It is always surprising to me when staunch Republicans tell me how much they like Jim Matheson. Sometimes they will add that it is a good thing to have a Democrat representing Utah. Since they never say that about any other well-known Utah Democrat, I get the impression that Matheson is their token Democrat.
They don't want to seem like down-the-line partisan Republicans, so they cast one vote for a Democrat, usually Matheson. The recent election results bear that out. No Democrat for statewide or federal office this year won more than 35 percent of the vote, except Matheson, who won 49 percent. Tokenism in voting may make some Republicans feel good about not being too partisan, but it doesn't sustain a two-party system.
What does tokenism do to hinder a two-party system? A token vote for just one Democrat means only token opposition at election time. That means voters get no choice on the ballot. Outside of Salt Lake County, typically, at best they have a choice between a well-funded incumbent Republican and a non-viable Democratic challenger. At worst, they have no choice other than a Republican.
A strong opposition party forces Republicans to campaign. They go door to door, listen to voters' concerns, and sweat over whether they will win. But if Republicans know many voters will only vote for one Democrat, then they feel safe at election time. They will not campaign actively and court voters because they don't have to. That is the reality in most of the state.
A token vote for just one Democrat means a token government watchdog. In a healthy two-party system, each party checks the other in government. But that check is missing in Utah. Republicans outnumber Democrats so completely in the Legislature that Democrats cannot effectively counterbalance what Republicans do. By voting almost exclusively for Republicans, voters remove a vital check on their own government officials. As a result, Republicans can act against the voters' will in areas such as public education spending, closed caucuses, legislative gerrymandering and ethics reform without worrying about an opposition party checking them.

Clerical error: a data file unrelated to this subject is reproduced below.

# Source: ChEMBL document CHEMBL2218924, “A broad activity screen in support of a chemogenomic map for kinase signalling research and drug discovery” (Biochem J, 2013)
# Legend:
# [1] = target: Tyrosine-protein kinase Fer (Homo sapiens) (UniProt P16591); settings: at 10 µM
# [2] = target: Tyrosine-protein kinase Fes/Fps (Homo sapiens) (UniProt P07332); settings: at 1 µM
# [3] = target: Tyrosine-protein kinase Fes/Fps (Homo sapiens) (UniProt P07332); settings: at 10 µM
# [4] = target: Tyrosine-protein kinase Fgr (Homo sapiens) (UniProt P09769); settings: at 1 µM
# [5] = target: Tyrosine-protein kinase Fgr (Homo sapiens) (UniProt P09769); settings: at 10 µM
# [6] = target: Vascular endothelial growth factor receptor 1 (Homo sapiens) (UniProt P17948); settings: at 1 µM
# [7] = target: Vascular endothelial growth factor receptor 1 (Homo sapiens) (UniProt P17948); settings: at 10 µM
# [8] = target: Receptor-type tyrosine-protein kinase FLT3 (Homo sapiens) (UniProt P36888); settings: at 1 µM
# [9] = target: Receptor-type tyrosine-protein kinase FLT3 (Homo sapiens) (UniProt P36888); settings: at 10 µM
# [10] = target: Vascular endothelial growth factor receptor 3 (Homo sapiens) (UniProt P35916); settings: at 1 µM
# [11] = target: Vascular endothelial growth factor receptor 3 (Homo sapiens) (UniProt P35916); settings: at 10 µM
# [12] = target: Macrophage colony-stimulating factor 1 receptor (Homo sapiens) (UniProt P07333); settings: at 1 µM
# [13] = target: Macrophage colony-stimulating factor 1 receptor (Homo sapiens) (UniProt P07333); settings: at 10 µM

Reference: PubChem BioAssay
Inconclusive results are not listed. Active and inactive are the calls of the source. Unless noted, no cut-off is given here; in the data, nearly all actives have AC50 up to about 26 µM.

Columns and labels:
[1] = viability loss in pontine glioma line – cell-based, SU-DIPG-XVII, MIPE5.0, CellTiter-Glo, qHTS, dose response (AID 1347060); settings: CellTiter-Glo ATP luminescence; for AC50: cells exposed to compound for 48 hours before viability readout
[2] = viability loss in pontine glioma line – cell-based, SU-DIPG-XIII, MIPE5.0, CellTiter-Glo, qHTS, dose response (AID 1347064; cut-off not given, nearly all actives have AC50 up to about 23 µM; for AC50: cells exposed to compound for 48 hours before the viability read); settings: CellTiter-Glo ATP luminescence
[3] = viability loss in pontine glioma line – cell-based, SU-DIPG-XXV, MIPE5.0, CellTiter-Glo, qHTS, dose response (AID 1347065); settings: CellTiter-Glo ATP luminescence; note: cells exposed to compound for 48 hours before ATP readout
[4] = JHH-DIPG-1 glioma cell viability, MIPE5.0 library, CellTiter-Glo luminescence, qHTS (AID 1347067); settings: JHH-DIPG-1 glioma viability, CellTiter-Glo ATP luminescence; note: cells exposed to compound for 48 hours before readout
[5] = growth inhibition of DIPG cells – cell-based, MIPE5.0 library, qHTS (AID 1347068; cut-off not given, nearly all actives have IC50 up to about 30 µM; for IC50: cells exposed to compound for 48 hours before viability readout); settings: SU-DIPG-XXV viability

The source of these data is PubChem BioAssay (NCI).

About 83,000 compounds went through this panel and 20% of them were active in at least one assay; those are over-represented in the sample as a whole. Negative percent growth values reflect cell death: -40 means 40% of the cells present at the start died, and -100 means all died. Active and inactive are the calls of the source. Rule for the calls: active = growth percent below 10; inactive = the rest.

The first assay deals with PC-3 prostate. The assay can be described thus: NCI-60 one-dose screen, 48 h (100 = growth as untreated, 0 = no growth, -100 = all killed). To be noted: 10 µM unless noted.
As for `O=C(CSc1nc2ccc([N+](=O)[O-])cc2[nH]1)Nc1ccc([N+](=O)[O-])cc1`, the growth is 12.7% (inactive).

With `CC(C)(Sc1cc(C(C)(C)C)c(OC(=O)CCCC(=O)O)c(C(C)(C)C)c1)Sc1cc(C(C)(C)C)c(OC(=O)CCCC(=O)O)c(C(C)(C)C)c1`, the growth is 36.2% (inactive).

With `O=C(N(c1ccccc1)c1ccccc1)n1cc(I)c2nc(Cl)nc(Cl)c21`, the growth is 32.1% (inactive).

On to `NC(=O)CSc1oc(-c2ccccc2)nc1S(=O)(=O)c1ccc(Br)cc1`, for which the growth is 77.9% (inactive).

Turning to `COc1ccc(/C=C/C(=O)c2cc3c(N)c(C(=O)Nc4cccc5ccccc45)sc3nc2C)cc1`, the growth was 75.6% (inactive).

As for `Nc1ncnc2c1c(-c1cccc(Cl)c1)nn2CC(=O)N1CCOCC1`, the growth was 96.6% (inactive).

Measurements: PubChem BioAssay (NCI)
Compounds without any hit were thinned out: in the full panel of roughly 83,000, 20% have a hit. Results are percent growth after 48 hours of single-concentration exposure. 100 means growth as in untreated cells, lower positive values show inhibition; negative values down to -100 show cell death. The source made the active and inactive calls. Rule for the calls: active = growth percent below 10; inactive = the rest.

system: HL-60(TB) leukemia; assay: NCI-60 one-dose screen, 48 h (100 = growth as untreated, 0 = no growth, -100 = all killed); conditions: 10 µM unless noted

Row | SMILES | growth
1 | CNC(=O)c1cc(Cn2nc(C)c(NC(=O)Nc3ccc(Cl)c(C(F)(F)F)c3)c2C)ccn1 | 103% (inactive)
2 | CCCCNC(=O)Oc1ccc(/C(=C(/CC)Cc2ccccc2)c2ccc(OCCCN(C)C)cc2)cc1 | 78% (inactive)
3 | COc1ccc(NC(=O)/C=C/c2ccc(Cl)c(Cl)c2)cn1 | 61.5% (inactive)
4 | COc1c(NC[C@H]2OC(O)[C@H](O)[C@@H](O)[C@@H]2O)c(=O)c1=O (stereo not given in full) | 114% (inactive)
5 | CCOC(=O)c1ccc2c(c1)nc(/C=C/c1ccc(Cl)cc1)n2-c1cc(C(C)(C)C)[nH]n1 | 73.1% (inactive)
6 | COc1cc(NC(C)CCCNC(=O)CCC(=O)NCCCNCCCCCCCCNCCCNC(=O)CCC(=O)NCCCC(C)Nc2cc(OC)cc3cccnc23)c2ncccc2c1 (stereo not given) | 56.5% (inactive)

A token vote for just one Democrat means no public policy alternatives for the voters. When Democrats are so feeble as a political party, it is difficult for voters to see possible alternatives to current policy. Statewide and local Democratic candidates are woefully underfunded because potential donors assume they will lose. That means these candidates can't tell voters what they would do differently, and in many cases better, than the current administration or Legislature.
Too often, news media coverage of the Legislature offers only token notice of Democrats because their alternative positions on major legislation too often go unnoticed by voters.
Republican voters: If you want a token role in government, then continue to vote only for a token Democrat. Of course, realize that means no choice at election time, no government watchdog to protect your interests against a powerful and arrogant majority, and no policy alternatives to choose from.
But if you want candidates once again to pay attention to you at election time, to have an additional check on government, and to be given choices regarding public policy, consider all the Democrats on the ballot and not just the token. Look at each individual candidate. Think about the value of putting both parties in a position to check each other in elections and governing. That will put you back in the driver's seat in deciding the future direction of the state.
Richard Davis is a professor of political science at Brigham Young University and former chair of the Utah County Democratic Party. The views he expresses are his own and not necessarily those of the university or its sponsoring church.